Anyone who's played an old-school shooter based on id Software's more ancient engines will be familiar with a technique — or cheat, depending on your perspective — called "bunny-hopping" or "strafe-jumping". The idea is that, using certain mouse / keyboard inputs, you can continually increase your speed, outrunning your opponents (and fellow teammates). But why does this feature exists and how does it work? It's video explainer time, folks!
Quake 3 is used to show off the problem, however, as the video mentions, the issue can be exploited in many games based on earlier id Tech-based games, such as the original Counter-Strike.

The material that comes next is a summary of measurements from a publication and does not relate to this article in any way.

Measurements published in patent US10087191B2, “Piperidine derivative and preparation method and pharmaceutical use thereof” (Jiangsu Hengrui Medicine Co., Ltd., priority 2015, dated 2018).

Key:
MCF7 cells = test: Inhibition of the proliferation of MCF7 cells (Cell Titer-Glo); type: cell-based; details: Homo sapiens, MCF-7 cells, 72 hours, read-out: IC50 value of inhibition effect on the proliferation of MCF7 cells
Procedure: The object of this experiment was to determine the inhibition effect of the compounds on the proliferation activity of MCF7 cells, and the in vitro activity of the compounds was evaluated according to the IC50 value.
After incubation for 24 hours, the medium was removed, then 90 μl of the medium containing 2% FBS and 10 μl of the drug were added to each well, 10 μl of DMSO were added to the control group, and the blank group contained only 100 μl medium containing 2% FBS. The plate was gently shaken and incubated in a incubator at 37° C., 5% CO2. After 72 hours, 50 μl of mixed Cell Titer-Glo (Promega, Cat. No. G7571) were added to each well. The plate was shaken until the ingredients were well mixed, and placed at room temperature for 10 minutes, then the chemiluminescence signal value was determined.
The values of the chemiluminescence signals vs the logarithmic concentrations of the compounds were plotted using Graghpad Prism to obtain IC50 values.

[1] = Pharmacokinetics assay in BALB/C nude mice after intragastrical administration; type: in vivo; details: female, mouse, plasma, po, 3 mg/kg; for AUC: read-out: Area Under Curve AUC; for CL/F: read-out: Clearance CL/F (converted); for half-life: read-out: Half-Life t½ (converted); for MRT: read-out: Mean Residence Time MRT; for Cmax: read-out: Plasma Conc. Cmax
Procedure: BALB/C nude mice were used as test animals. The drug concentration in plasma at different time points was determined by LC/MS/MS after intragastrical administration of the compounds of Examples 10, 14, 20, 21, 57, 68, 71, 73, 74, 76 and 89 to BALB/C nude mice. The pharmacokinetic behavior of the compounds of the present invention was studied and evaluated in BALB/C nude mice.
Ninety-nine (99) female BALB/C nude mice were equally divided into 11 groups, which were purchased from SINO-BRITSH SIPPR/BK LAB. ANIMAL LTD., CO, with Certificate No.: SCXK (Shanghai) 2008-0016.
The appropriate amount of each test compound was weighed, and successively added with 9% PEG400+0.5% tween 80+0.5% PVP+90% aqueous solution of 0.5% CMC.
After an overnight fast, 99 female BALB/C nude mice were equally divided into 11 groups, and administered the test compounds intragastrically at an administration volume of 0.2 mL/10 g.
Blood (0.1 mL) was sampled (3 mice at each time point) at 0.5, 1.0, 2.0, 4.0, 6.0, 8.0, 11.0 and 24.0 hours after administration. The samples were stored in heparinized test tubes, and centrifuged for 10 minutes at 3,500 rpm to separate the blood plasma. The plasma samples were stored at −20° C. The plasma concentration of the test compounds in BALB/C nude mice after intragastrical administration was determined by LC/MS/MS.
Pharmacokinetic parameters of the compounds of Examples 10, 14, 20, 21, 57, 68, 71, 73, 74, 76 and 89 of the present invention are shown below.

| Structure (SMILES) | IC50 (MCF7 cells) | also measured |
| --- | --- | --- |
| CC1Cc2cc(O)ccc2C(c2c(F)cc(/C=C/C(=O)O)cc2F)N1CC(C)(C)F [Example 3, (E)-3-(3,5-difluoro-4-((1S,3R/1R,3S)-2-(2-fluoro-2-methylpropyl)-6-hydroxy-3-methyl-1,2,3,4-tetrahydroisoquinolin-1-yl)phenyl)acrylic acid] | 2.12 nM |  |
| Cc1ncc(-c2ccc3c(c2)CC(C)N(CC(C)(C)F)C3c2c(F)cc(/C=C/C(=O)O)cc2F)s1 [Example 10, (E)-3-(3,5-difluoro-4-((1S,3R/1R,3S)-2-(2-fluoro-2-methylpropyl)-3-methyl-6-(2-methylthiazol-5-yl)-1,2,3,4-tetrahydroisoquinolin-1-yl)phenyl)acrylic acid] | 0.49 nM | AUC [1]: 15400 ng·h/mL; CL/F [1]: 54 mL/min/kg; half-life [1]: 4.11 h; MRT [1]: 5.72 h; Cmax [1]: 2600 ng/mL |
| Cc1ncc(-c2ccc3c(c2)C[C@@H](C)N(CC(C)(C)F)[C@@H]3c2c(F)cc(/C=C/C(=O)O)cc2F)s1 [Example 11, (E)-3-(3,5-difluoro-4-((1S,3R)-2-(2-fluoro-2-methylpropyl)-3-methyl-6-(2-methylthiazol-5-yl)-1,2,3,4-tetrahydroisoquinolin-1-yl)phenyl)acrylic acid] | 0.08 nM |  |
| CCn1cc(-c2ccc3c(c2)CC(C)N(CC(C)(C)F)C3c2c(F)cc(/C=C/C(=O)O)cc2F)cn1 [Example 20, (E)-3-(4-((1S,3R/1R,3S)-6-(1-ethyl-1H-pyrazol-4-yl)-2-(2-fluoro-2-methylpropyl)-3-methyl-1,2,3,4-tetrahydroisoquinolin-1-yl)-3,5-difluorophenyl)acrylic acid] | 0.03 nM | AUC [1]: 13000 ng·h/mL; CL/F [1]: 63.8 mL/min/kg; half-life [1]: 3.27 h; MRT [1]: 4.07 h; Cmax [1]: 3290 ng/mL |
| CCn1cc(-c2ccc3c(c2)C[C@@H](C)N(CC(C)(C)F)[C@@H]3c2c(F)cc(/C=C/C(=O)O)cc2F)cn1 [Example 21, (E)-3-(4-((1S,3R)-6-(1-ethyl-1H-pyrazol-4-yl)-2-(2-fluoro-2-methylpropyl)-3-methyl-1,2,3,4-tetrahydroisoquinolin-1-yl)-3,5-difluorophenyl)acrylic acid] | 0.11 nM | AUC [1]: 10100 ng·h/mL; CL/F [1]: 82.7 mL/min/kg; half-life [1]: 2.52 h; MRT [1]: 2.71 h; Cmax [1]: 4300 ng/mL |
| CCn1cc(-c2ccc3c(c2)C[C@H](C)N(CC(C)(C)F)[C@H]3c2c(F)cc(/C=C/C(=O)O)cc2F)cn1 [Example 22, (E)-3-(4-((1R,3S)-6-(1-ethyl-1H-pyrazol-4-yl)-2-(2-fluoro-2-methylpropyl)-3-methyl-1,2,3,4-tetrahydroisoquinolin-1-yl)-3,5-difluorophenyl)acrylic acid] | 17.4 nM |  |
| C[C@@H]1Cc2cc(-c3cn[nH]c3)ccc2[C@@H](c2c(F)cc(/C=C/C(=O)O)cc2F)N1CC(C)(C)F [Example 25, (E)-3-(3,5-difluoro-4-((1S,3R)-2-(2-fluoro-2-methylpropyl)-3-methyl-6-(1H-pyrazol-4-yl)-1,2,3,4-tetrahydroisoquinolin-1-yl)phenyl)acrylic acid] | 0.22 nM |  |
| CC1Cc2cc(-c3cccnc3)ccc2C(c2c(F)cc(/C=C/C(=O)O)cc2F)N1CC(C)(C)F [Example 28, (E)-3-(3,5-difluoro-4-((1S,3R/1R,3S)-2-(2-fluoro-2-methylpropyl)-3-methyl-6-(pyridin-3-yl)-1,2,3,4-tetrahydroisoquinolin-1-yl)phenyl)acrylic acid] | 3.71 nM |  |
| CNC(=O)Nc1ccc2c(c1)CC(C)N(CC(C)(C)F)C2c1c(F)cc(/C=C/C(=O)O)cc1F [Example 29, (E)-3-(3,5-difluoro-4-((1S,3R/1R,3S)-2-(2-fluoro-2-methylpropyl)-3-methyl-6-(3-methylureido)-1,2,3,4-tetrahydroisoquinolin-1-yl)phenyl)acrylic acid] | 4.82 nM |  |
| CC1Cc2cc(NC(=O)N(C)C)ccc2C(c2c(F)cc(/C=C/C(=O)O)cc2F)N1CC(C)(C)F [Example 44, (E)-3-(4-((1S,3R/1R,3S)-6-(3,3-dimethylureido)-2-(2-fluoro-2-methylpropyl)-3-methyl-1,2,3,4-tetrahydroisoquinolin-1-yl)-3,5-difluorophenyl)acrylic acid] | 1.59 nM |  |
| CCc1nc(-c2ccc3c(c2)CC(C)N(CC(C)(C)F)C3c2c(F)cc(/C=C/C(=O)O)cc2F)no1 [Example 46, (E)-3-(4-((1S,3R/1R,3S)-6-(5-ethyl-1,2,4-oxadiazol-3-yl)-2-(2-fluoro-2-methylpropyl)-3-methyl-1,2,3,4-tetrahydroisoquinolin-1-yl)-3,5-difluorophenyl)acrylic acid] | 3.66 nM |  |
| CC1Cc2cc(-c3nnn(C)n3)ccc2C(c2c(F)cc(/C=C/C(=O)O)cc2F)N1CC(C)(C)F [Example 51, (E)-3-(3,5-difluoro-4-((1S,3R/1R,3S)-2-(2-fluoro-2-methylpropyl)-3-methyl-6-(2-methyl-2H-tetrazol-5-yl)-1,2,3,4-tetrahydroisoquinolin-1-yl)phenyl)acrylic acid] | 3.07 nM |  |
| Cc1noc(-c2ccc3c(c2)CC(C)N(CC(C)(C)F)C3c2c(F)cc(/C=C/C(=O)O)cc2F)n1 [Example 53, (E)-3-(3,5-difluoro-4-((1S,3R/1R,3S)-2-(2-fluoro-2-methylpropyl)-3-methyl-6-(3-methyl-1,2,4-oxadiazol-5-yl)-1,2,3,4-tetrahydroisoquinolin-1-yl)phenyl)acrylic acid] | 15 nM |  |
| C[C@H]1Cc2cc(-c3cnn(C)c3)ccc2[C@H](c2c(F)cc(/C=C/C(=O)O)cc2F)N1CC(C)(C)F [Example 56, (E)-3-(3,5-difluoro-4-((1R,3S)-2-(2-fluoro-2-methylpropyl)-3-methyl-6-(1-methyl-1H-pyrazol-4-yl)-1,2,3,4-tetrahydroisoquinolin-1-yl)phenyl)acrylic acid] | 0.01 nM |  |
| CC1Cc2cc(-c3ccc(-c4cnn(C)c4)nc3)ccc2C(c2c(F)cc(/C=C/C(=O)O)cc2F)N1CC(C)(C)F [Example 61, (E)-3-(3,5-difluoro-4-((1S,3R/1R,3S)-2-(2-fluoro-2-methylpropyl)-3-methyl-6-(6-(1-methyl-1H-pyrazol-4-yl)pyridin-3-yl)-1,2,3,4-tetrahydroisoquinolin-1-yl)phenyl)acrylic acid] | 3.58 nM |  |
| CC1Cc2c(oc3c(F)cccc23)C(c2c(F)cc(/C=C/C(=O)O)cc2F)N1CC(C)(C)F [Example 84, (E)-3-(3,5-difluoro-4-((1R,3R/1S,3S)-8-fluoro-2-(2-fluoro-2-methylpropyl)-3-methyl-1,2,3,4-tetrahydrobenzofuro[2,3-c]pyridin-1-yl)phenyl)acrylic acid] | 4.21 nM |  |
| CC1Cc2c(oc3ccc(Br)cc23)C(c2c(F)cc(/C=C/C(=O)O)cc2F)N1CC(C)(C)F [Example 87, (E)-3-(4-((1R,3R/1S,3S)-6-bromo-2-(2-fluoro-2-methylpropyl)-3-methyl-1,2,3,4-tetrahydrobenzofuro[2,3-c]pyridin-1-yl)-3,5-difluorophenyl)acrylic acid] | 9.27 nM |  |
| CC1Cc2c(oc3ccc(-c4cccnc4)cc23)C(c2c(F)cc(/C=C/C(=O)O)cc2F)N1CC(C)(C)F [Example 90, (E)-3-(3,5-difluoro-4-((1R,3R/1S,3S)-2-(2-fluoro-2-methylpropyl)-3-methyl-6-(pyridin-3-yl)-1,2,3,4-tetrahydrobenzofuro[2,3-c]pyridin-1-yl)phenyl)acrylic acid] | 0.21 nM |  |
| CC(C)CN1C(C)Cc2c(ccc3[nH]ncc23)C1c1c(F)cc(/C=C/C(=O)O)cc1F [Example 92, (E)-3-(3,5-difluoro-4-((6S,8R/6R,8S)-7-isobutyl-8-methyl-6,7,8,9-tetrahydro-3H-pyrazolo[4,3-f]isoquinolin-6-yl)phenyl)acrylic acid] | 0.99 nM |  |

So, why is bunny-hopping / strafe-jumping a thing? It comes down to the physics code, unsurprisingly. Don't worry, there's no need to be a maths master to understand what's happening.
Basically, the player's intended direction, determined by keyboard and mouse inputs and the current direction, are added to together. This final, three-component vector (x, y and z) is not normalised, so its possible in some cases for these components to have a value greater than one.
I'm sure you can see where this is going: as long as the player's movement continues to add to their velocity, it's possible to go faster and faster.
This is a very basic explanation — for example, I haven't talked about why the player's movement isn't just capped — so check out the much more detailed video. It also includes pictures, which are always helpful.
Strafe-jumping physics explained [YouTube]